The Bardo and Sousse attackers were all found to have trained in militant camps in Libya. Though they were probably radicalised in Tunisia, their training in Libya may have been a determining factor in them carrying out the attacks. There are undoubtedly more Tunisians still fighting or training with terror groups in Libya. Like the large contingent of Tunisians fighting for IS in Iraq and Syria, their return to Tunisia poses a particular threat for security agencies. Instability in Libya affects the entire Sahara-Sahel region. The borders Libya shares with its neighbours are porous, making it easier for them to smuggle weapons, drugs, and attract new fighters from other parts of the region. The Tunisian and Algerian armies, for example, have had to foil numerous attempts to smuggle weapons, explosive devices and ammunition at their borders. In Ben Guerdane, a Tunisian town close to the border with Libya, a number of weapons warehouses were discovered in the past year. 

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A relative shows image of Yassine Laabidi, one of the gunmen behind the Bardo attack

In Libya there are many different violent jihadist groups, which do you consider a threat and how much cross-border connections are there between these groups? 

With no army to control the entirety of Libya’s territory, terrorist jihadi groups have grown in strength. There are a number of violent jihadi groups in Libya, which can be considered a threat. Al Qaeda in the Islamic Maghreb (AQIM) and various other affiliated groups such as Ansar al Sharia are active in the country. In the summer of 2015, US strikes claimed to have eliminated two North African jihadi leaders with links (direct or indirect) to AQIM. These include Mokhtar Belmokhtar, the Algerian terrorist responsible for the In Amenas attack, and Abu Iyadh, the leader of the Tunisian group Ansar al Sharia. Their presence in Libya reemphasizes the earlier point I made about how attractive the country has become for jihadis looking for a ‘safe haven’.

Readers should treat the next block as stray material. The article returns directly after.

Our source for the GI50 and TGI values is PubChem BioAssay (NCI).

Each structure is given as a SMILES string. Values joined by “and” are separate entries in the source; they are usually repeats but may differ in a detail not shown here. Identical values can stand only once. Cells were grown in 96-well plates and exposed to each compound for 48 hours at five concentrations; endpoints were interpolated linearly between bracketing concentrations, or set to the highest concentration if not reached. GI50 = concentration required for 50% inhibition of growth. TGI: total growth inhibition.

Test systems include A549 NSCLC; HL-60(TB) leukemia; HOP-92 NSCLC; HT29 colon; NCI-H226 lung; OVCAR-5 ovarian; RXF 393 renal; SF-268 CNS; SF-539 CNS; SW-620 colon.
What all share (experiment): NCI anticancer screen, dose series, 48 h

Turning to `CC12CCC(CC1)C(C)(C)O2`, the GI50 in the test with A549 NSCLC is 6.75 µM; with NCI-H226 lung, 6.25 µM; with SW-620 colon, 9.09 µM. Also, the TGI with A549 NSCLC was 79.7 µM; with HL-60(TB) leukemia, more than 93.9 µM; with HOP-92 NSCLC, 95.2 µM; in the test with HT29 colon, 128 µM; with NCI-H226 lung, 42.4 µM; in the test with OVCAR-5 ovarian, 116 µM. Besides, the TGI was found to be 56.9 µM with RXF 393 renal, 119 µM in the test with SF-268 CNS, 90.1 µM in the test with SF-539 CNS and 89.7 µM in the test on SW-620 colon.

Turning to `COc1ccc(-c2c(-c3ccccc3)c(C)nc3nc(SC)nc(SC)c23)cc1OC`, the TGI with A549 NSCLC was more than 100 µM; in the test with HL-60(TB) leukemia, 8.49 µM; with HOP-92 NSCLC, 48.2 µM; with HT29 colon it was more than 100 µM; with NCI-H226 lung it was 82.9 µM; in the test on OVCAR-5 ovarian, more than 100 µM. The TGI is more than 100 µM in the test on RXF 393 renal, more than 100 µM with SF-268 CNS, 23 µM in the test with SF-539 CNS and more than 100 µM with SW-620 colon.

But it is the Islamic State, above all other groups, which has attracted the most international attention given its expansion in parts of the country. It is still unclear just how many fighters belong to the group but it recently took control of a majority of the city of Sirte and maintains a presence in other parts of the country, such as Derna. Egypt conducted air strikes against Islamic State targets in February in retaliation for the killing of 21 of its nationals earlier this year. The group has also killed 30 Ethiopians. One could argue that the threat the Islamic State poses is one of very few issues on which rival governments in Libya and across the region can agree.   

Groups in Libya are using the lawlessness in Libya to support and encourage others across the region. They take advantage of the porous borders to move freely and establish a presence in different countries. A great example of this was how groups such as AQIM, whose traditional zone of operation had been the Maghreb, were able to establish a strong presence in Northern Mali partnering with local tribal elders and by creating economic patronage networks. The geography of the Sahara-Sahel region and long-standing cultural, ethnic and religious links, which exist between different populations, render borders pointless in the eyes of these communities. 

How effective do you consider the recent Tunisian suggestion of building a wall by the Libyan border is? 

A wall can help to stop terrorist groups and criminal organisations from entering Tunisia but only in a limited capacity. Broadly speaking, walls alone cannot and will not eliminate the overall security threats which Tunisia face. These issues are deep-rooted and require a whole set of measures to address them. In the short term, Tunisia and other states in the region should increase the material and operational capacity of their security agencies. More money should be invested towards increased and more efficient border patrols. Police, intelligence, gendarme and army units also require much better equipment and training in the field of counter terrorism. States in the region should also improve cooperation between their security agencies. It is vital that information which will help prevent attacks and identify suspects be shared in good time. More dialogue can go a long way.   

In the long term, states in the region should continue to support Libya to bring about a stable central state and army. One way of doing this is to help the UN-led mediation underway to find an end to the crisis in Libya. One hopes the mediation will produce, sooner rather than later, a national unity government between rival governments in Tobruk and Tripoli. Only a solution of this political nature can achieve stability. Short-term strikes or military interventions, regardless of who leads them, against various terror and criminal groups will not. The Sahara-Sahel region needs Libya to stabilise politically in order for the security situation to begin to improve.